Such disclaimers are often skipped over by Americans when reading about science because our public school system guides our youth to believe in experts, especially scientists, regardless of the evidence. We are taught that a theory is the same thing as a certainty if it comes from an “expert”. We ignore the disclaimers that serve as quiet admission that the “experts” haven’t found proof, just evidence they hope confirms their theory.

So what happens when an “expert” realizes that if macroevolution ever occurred, there should be millions of transitional fossil forms documenting the evolution of the various species?

Darwin himself expected to find an enormous number of these once that we knew to look for them. Yet, after more than a century of fossil mining and analyzing the geologic strata, the “experts” have found only sporadic and questionable fossils that even the evolutionary community cannot agree upon.

If atheistic explanations for the origin of the universe were true, we should be witnessing the spontaneous generation of life and matter all over the place. Or maybe at least once somewhere. We’d see transitional forms between different varieties of living organisms. But science hasn’t found that, even as they continue to hold out hope that they will.

David now calls himself an agnostic because he recognizes the truth of the following statement.

“Faith is being sure of what we hope for and being convinced of what we do not see.” Hebrews 13:1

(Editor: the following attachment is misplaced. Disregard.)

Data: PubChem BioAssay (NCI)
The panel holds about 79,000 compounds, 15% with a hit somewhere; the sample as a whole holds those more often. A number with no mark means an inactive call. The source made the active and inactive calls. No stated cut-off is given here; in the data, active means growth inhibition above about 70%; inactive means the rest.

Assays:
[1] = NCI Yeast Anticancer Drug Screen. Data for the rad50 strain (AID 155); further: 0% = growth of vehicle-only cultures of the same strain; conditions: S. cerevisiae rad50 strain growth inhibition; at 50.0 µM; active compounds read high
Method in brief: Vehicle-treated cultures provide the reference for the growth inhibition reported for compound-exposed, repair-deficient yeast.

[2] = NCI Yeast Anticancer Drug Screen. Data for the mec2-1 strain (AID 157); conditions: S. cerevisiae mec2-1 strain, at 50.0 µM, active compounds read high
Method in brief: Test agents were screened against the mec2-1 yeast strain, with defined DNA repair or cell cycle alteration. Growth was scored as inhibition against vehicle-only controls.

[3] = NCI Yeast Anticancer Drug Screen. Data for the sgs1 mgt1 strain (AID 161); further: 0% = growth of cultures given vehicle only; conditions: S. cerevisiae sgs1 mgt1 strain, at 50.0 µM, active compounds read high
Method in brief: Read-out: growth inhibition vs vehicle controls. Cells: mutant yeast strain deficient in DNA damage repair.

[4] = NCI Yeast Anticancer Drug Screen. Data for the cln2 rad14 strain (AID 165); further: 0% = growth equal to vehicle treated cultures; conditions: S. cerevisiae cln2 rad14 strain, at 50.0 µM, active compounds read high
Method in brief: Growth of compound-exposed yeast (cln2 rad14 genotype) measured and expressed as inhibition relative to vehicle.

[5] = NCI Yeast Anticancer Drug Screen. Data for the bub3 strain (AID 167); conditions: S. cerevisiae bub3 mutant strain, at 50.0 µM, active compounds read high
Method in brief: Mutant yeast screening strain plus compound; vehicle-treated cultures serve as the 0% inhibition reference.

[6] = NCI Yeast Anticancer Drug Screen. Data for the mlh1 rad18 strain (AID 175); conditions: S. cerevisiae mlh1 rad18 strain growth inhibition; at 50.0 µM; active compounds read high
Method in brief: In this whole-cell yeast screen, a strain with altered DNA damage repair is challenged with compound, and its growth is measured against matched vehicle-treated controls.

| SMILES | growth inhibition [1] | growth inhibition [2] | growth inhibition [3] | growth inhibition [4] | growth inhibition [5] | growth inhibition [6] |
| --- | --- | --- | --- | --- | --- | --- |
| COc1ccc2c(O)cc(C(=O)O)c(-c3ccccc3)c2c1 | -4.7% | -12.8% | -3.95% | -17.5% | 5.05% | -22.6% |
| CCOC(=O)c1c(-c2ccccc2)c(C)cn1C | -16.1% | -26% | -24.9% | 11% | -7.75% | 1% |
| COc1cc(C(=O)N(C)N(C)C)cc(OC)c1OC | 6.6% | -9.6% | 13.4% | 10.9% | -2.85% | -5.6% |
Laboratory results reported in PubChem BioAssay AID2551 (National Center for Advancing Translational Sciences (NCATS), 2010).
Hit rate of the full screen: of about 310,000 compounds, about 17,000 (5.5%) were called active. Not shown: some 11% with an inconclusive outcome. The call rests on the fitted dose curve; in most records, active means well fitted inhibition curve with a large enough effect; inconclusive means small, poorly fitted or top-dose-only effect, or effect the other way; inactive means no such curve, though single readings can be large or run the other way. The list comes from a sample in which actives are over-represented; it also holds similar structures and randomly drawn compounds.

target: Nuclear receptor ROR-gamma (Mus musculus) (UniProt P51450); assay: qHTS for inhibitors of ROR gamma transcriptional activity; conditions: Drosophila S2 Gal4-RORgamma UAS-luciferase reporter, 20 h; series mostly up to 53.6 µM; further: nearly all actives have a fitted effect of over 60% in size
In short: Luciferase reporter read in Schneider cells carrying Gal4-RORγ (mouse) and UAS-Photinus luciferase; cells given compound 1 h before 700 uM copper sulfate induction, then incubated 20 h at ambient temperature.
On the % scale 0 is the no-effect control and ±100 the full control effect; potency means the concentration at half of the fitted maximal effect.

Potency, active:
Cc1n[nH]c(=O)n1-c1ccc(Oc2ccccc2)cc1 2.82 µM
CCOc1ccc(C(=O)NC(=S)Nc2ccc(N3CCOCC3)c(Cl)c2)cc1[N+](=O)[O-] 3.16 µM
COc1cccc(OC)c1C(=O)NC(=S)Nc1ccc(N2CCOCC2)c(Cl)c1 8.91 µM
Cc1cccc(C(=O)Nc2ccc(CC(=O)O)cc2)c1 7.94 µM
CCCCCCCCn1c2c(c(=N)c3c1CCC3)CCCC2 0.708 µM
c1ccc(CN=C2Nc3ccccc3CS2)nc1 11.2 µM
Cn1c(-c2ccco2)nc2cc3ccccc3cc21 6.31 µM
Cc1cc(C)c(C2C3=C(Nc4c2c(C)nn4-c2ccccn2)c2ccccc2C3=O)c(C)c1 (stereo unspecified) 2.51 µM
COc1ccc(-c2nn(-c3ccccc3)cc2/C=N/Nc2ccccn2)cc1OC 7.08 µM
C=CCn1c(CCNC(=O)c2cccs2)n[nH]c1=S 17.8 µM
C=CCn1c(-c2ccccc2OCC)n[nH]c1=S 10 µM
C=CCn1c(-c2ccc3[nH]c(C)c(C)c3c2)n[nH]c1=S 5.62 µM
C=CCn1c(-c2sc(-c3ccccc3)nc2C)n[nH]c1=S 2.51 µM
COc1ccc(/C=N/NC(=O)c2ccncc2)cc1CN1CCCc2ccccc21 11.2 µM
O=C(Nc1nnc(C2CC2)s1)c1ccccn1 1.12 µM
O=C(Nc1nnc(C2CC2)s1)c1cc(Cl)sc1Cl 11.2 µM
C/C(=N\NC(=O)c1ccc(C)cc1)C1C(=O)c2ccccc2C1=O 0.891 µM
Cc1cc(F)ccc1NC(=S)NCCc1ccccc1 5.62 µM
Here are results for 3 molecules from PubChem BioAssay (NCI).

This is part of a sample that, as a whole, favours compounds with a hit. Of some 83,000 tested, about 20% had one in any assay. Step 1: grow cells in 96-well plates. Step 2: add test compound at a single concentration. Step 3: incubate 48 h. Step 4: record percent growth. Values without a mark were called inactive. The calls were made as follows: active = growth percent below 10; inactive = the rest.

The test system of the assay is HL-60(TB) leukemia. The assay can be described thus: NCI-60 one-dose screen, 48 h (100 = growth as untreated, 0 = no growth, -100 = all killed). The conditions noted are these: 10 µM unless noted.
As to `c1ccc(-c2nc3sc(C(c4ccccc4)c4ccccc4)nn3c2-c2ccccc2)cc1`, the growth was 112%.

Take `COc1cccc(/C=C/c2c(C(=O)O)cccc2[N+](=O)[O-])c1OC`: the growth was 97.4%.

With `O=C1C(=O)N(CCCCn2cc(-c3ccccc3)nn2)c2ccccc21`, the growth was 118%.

New Evidence   1 comment

The Markham Clan Research group

  • Bai – former master-degreed biochemist, current teacher/associate pastor
  • David – atheist/agnostic paleontologist
  • Lela – former reporter, current administrator, sometimes Sunday School teacher, blogger
  • Rick – research doctor, former agnostic, born again Christian

David’s primary interest is dinosaurs. I won’t get more specific than that because he’s got a career to be concerned about and questioning orthodoxy in today’s scientific world is as dangerous as questioning orthodoxy in Wittenberg in the 15th century. While our group has no expert in early homonids, prehistoric creatures like Neanderthal have figured prominently in our discussions.

The evolutionists tell me that fossil evidence and DNA research “prove” that man has evolved. Certainly that’s what gets out into the press, but that’s only one interpretation.

When the first skeleton was uncovered in 1856 in the Neander Valley of Germany, the difference in bone construction was explained by rickets or arthritis, but there was a strong movement in the early 20th century to call these fossils evidence of evolution. Still, in 1978, one of the leading authorities on Neanderthals, Erik Trinhaus of Washington University (which is where Rick works) concluded that there was nothing in the skeleton evidence to suggest that Neanderthals were inferior to modern humans in locomotion, manipulation, intellect or linguistic abilities. I remember reading about this in college in the 1980s.

In 2001, Science Magazine introduced the coexistence theory to the public. The admission that modern humans and Neanderthal existed at the same time and comingled was necessitated by recent fossil findings that put Neanderthals and modern man in the same place at the same time. Scientists dated the remains of anatomically modern humans from caves in Israel to around 92,000 to 100,000 years old, which placed modern humans earlier than Neanderthal skeletons found in neighboring (less than a football field) caves that dated 40,000 years later. David reports there was quite a lot of panic among the more atheist groups of paleontologists who had accepted the standard evolutionary view that Neanderthals were the dimwitted forerunners (or at least distant cousins) of humans.